.....Advertisement.....
.....Advertisement.....

Today's Opinions

  • What next for the world's nukes?

    Hannah Hayes

    When Robert Oppenheimer, the physicist who directed the Manhattan Project, witnessed the first atomic explosion, he quoted a line from the Bhagavad-Gita, “I am become Death, the shatterer of worlds.” The military smiled, and the rest of us started worrying.

  • In politics, early money is an early indicator

    Emily’s List, an organization that was formed to support the election of pro-choice Democratic women, is named based upon what has become an increasingly true idiom of political campaigns. Emily stands for “Early money is like yeast.” Candidates’ ability to raise funds in the early stages of campaigns has something to do with how they will use that money in their campaigns, but has much more do to with how their campaigns are viewed by others.

  • Obama’s school talk draws divergent views

    By Hannah Hayes

  • Primaries: a double-edged sword

    The year 2010 is shaping up to be one of the most active primary seasons in recent Colorado history. In the U.S. Senate race, Democratic incumbent Sen. Michael Bennet (who was appointed by Gov. Bill Ritter when Ken Salazar became secretary of the interior) faces a spirited challenge from within his own party from Andrew Romanoff, former speaker of the state House.

  • Can you help solve a mystery?

    Do you have any information that might help investigators crack one of Jeffco’s unsolved cases? The crimes outlined here have dogged detectives — some for many years.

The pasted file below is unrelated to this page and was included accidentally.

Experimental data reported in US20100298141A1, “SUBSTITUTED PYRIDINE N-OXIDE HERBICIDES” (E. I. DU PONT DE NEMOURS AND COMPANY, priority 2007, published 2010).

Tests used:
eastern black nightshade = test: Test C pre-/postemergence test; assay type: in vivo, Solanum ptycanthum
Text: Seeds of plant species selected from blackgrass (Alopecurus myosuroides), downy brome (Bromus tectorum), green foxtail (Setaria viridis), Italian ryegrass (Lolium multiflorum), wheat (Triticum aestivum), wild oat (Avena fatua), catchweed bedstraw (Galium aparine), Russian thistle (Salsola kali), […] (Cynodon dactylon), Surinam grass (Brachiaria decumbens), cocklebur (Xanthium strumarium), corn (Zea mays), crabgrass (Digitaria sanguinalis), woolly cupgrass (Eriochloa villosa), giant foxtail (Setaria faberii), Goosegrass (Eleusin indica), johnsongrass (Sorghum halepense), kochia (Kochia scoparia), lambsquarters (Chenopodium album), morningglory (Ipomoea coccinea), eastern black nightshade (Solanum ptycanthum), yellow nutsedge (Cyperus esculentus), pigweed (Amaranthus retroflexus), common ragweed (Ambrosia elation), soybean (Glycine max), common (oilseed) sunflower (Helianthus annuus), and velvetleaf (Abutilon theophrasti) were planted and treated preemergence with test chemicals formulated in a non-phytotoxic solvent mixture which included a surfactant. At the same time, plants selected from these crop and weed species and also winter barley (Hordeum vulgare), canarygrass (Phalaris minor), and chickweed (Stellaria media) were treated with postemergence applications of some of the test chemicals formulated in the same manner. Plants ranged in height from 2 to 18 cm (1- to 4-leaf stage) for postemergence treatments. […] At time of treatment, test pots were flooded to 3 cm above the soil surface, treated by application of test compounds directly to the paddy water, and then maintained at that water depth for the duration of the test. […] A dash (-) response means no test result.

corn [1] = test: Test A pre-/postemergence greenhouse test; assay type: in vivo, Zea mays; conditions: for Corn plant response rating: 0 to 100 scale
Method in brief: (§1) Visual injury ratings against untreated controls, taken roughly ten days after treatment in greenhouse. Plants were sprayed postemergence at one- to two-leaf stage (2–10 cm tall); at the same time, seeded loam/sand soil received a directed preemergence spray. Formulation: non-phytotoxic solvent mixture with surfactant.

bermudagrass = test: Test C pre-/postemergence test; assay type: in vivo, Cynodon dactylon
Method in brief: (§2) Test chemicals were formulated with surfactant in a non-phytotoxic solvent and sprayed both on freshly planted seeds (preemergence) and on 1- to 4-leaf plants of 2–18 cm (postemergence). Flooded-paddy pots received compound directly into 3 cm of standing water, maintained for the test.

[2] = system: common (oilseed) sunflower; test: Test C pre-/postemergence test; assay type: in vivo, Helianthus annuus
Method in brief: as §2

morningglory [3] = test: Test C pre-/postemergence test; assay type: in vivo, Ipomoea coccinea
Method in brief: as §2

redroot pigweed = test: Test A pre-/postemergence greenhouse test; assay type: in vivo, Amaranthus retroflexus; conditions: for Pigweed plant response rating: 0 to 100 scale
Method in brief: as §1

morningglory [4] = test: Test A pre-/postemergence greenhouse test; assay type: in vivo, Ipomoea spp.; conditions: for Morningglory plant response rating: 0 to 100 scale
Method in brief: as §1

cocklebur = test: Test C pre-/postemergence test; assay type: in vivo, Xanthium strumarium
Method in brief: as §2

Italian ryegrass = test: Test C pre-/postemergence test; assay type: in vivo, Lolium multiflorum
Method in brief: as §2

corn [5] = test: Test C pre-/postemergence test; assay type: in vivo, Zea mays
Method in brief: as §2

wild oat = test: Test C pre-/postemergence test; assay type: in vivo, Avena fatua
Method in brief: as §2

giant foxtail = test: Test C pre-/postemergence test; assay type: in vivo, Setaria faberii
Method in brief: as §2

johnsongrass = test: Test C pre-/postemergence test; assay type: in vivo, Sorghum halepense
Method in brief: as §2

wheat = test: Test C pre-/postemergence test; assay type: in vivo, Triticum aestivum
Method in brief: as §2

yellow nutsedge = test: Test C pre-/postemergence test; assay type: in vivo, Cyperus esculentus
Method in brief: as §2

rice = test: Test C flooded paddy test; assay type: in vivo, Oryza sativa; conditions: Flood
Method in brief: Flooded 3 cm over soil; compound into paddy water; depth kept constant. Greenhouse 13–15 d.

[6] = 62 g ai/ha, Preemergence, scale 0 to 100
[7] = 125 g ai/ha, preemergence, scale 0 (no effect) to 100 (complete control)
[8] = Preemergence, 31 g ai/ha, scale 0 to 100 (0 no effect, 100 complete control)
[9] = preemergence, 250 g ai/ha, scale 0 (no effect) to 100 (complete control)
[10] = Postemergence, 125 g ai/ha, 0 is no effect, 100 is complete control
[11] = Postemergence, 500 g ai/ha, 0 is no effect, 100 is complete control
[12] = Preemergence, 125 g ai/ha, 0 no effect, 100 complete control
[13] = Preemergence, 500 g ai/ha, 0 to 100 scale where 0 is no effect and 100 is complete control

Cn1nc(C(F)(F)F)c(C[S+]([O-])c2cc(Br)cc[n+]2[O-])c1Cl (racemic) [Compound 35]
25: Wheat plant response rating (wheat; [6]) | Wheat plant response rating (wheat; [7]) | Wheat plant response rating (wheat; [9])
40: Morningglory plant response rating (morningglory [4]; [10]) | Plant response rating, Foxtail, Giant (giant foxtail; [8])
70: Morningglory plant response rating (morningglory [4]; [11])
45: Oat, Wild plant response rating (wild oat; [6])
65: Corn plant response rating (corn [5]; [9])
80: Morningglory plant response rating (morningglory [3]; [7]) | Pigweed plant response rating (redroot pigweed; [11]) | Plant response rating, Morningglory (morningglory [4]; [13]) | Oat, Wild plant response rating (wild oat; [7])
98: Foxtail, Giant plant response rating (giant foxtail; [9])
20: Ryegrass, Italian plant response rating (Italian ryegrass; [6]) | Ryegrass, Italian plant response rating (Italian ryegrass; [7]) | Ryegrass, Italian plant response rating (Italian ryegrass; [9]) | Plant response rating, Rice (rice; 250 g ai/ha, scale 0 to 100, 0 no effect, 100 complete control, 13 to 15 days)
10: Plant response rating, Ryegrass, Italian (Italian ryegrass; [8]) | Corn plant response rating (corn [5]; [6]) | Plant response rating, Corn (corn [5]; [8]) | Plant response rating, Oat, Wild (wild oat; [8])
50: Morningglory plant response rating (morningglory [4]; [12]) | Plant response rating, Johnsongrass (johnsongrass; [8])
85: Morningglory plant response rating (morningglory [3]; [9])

If you have a tip on any of these cases, please call our tip line at 303-271-5612 or send us an e-mail. Sometimes all it takes is one tip to help bring a criminal to justice.

    Brandi Jo Malonson:

    Disappeared in December 2006

  • Agree or disagree, he’s our president

    One of my dad’s favorite stories about me is when he took me to the Big Top to buy a kite when I was 5. We found everything we needed for 97 cents. I handed my dollar to the store clerk and waited for change. When I asked for it, he told me it was for the governor. I said I didn’t want to buy a governor. After my dad and the clerk explained that the governor was going to use my 3 cents for the road to get to the store and the school I would soon attend, I acquiesced and let him keep the change I had anticipated.

  • Overreaching -- an immutable law of politics

    As in physics, politics has a handful of immutable laws. One of these is the Law of Overreaching, which states that the party in power will inevitably overreach.

    Majority parties tend to act as though the entire population shares their core agenda. The problem with this, of course, is that for the most part no majority is possible without the support of a sizable number of voters who aren’t affiliated with either party.

  • A committed public servant

    After the assassination of Sen. Robert Kennedy in 1968, his brother Ted ended a moving eulogy by saying, “My brother need not be idealized, or enlarged in death beyond what he was in life; to be remembered simply as a good and decent man, who saw wrong and tried to right it, saw suffering and tried to heal it, saw war and tried to stop it. Those of us who loved him and who take him to his rest today pray that what he was to us and what he wished for others will someday come to pass for all the world.”